Jared Farmer, Trees in Paradise: The Botanical Conquest of California. Four different sections focus on four different families of tree and their role in the state of California and its self-image and external image and economy and like that. There’s some interesting stuff in here, but the closing line makes me think that Farmer thinks he did a lot better with his case for the native California scrublands than he actually bothered to do.

Rachel Ferguson, The Brontes Went to Woolworths. Kindle. I have been trying to figure out how to talk about this book, because I love it so much, and yet it has one of the best-constructed plot twists I have ever read in my life, and I really want everybody else who reads it to have the chance at the experience of “oh yeah, I see what she’s doing here…OH WOW I DID NOT SEE WHAT SHE WAS DOING HERE” that I had reading it. It starts out both criticizing and accepting its place in the genre of “funny, well-written books about wacky families of sisters” and…expands from there quite a lot. There are things about it that are astonishingly sweet and some that are astonishingly weird, and…wow, yeah. It is from the early 1930s, and there is at least one place where the ambient anti-Semitism of the period shows up in passing in the text, but in general it is not going to smack you with a lot of racist idioms while it’s rattling along doing its thing.

Adam Kucharski, The Rules of Contagion: Why Things Spread — And Why They Stop. This book came out in 2020, late enough in 2020 to be able to talk about some COVID things and dodge some assumptions that COVID might have invalidated, although Kucharski quite rightly did not refocus the entire book to be about COVID. This book covers social and economic ideas of contagion as well as biological ones. Not more cheerful than you’d expect from the title, but not as bad as it could have been.

Matthew Loux, The Time Museum Vol. 2. A teen adventure comic through space and time. Wacky time loop hijinks, teen relationship hijinks…the jinks in this are extremely high, is what I’m saying. I’m…not that thrilled with the use of Richard Nixon, did not find it particularly thoughtful even in this context. Ah well.

Honor Moore, ed., Poems from the Women’s Movement. This is 1-3 poems by tons of different women, very much political/movement poems for the most part. Some of them are amazing, a lot of them are more the kind of writing that you get when people are new to a space and trying to feel out what can be done in it–expansion work rather than refinement work, which is interesting if you’re studying that but not a good representation of the best work women can do on political topics. Historically very interesting, though.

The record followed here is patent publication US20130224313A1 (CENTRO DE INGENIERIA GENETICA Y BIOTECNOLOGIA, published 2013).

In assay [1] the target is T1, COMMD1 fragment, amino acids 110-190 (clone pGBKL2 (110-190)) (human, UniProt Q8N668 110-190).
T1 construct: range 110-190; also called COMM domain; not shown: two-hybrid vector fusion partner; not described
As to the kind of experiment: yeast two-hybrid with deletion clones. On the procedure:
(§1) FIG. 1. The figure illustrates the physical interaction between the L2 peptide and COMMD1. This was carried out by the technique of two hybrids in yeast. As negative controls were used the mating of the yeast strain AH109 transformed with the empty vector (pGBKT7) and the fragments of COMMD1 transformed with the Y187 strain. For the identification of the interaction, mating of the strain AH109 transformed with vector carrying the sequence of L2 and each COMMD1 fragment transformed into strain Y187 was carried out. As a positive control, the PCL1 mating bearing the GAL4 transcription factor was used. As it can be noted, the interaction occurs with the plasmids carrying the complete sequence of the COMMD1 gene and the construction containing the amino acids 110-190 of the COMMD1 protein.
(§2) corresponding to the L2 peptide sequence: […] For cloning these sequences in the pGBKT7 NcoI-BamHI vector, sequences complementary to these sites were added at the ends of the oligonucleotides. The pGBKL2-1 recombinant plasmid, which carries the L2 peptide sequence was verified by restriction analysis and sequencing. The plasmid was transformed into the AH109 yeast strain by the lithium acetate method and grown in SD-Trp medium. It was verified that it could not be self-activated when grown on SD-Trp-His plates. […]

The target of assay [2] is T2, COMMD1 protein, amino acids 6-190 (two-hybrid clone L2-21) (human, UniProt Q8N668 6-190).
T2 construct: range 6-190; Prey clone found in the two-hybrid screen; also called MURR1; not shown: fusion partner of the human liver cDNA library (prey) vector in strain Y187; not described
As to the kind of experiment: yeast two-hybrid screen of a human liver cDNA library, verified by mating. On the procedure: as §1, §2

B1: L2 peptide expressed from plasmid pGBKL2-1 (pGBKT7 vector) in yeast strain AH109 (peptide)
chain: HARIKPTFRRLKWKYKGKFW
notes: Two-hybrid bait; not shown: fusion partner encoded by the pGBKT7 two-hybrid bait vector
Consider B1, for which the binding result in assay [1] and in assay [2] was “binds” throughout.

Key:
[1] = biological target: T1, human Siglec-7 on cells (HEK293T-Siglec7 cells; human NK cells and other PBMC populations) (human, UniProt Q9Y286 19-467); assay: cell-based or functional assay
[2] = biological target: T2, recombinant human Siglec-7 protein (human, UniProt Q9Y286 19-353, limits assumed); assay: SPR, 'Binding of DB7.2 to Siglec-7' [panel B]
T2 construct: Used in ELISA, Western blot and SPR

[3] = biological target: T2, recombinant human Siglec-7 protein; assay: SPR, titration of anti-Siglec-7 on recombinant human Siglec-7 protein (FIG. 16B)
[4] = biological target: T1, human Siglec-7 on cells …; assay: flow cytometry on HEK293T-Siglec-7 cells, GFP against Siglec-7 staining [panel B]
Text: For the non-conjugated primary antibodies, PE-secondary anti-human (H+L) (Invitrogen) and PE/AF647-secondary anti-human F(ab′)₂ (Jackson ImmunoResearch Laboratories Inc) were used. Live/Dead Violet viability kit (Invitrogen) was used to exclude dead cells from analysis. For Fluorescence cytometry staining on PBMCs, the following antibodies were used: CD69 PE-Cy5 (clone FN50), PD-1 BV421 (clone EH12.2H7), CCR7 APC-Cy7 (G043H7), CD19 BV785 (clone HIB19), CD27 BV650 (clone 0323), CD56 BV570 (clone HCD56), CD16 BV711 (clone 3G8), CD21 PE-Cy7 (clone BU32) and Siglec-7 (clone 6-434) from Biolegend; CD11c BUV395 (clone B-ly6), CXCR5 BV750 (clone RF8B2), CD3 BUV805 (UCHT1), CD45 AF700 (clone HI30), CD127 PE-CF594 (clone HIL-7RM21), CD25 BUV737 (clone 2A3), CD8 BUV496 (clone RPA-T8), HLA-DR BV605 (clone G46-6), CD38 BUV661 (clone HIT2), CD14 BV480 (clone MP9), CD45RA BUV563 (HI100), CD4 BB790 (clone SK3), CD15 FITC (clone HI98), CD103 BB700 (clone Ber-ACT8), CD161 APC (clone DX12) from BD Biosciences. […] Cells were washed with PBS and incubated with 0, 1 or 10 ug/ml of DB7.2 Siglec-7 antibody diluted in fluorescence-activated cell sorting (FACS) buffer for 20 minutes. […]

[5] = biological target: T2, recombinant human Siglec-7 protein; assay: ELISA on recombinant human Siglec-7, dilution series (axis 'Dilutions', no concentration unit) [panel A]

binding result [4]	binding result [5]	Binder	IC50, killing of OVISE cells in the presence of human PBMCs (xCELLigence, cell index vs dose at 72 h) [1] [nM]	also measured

Ryan North, Erica Henderson, and Rico Renzi, The Unbeatable Squirrel Girl: I’ve Been Waiting for a Squirrel Like You. Full of dinosaurs. Full to the brim with puns and dinosaurs. A lot of series work makes me say, “don’t start here,” but go ahead and start here, you’ll pick up everything you need to know about Squirrel Girl and friends. And dinosaurs.

Arden Powell, The Faerie Hounds of York. Really does what it says on the tin. Between the type of magical setting and the type of love story, it sort of sits on a shelf with Emily Tesh’s work–I prefer Emily’s, but this is a fun read too.

Neil Price, The Viking Way: Magic and Mind in Late Iron Age Scandinavia. This is so great. Lots of stuff about the traditions of shamanism in this place and time, some of the best understanding and integration of Saami material into a book that is primarily but not solely about the adjacent Norse culture. Lots of research notes in here, yum.

Richard Rothstein, The Color of Law: A Forgotten History of How Our Government Segregated America. I think a lot of Americans should read this book. A lot of us (including me) were explicitly taught in school that outside the South, segregation in cities was a de facto segregation, not a de jure segregation–enforced by bigoted private individuals and custom rather than by the law of the land. Rothstein lays out chapter and verse of how that is very, very much not the case, and how federal government institutions worsened segregation conditions with explicit policy and in some cases created segregation in formerly integrated neighborhoods. I would love a follow-up volume called The FHA: Holy Crap How Did They Get So Completely Terrible, but this is still really valuable stuff. Especially since it’s the sort of stuff that ordinary citizens can easily live through in their own lifetimes and not know is going on, even as it directly affects them.

Stephen Spotswood, Fortune Favors the Dead. This extremely charming mystery is set in the ’40s and has a gender-swapped Nero Wolfe and Archie Goodwin feel. The elder of the detective pair has relapsing-remitting MS, and the younger used to be a circus hand. They are fun and entertaining, and I want a whole bunch more of their adventures as soon as that can reasonably be arranged.

Lilah Sturges and Polterink, Lumberjanes: True Colors. I have now read enough Lumberjanes to have clear favorites in art style, and Polterink is right up there at the top. This is a beautiful volume with the classic Lumberjanes themes of being yourself with friends who appreciate just that.

Lynne Thomas, Michael Damian Thomas, et al, eds., Uncanny Magazine Issue 38. Kindle. I make a policy of not reviewing anything I’m in, and I have a story in this. But I did indeed read it!

Nghi Vo, When the Tiger Came Down the Mountain. The second novella in its series, storytelling from multiple cultural points of view, one of which is a tiger shapeshifter. So much fun, I want more of this, yay. I particularly liked the mammoth companion.